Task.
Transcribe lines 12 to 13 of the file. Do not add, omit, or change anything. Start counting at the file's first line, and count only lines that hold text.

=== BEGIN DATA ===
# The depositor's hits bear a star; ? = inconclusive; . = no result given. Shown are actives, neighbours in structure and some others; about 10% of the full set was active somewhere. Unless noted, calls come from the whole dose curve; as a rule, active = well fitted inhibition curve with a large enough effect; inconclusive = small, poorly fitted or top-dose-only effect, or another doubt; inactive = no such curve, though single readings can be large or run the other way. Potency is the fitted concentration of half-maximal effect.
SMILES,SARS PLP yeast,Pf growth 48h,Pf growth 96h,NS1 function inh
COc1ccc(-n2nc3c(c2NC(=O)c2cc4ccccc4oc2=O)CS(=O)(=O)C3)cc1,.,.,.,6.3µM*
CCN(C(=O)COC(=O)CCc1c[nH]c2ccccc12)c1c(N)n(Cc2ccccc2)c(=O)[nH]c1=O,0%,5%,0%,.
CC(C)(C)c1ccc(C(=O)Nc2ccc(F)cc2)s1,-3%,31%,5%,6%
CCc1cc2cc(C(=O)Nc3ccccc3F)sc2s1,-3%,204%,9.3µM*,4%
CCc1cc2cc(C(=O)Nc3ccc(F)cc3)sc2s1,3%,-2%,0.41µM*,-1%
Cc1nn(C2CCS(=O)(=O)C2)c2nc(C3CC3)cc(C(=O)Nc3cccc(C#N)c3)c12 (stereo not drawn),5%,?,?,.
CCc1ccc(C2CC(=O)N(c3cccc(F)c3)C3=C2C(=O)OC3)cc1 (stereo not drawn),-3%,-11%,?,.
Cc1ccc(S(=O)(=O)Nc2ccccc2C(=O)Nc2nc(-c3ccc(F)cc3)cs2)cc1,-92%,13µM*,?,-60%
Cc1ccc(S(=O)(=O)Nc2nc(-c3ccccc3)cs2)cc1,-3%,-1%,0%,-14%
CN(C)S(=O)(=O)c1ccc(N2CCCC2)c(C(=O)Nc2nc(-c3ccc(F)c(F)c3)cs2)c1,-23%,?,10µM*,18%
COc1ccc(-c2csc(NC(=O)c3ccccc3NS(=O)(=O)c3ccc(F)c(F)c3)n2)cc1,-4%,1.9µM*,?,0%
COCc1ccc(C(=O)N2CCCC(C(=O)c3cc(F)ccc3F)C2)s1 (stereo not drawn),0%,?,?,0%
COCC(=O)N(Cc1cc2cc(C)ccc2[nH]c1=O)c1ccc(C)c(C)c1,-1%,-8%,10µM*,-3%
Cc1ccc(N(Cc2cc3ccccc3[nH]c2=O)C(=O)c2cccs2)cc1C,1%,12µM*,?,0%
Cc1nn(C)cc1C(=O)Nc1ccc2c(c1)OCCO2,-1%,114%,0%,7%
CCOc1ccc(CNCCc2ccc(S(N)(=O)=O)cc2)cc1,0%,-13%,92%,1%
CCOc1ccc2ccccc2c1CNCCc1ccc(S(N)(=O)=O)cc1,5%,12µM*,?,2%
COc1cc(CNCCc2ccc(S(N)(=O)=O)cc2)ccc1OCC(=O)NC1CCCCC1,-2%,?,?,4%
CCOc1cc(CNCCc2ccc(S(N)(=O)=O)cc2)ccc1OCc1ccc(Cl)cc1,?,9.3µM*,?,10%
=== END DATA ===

CN(C)S(=O)(=O)c1ccc(N2CCCC2)c(C(=O)Nc2nc(-c3ccc(F)c(F)c3)cs2)c1,-23%,?,10µM*,18%
COc1ccc(-c2csc(NC(=O)c3ccccc3NS(=O)(=O)c3ccc(F)c(F)c3)n2)cc1,-4%,1.9µM*,?,0%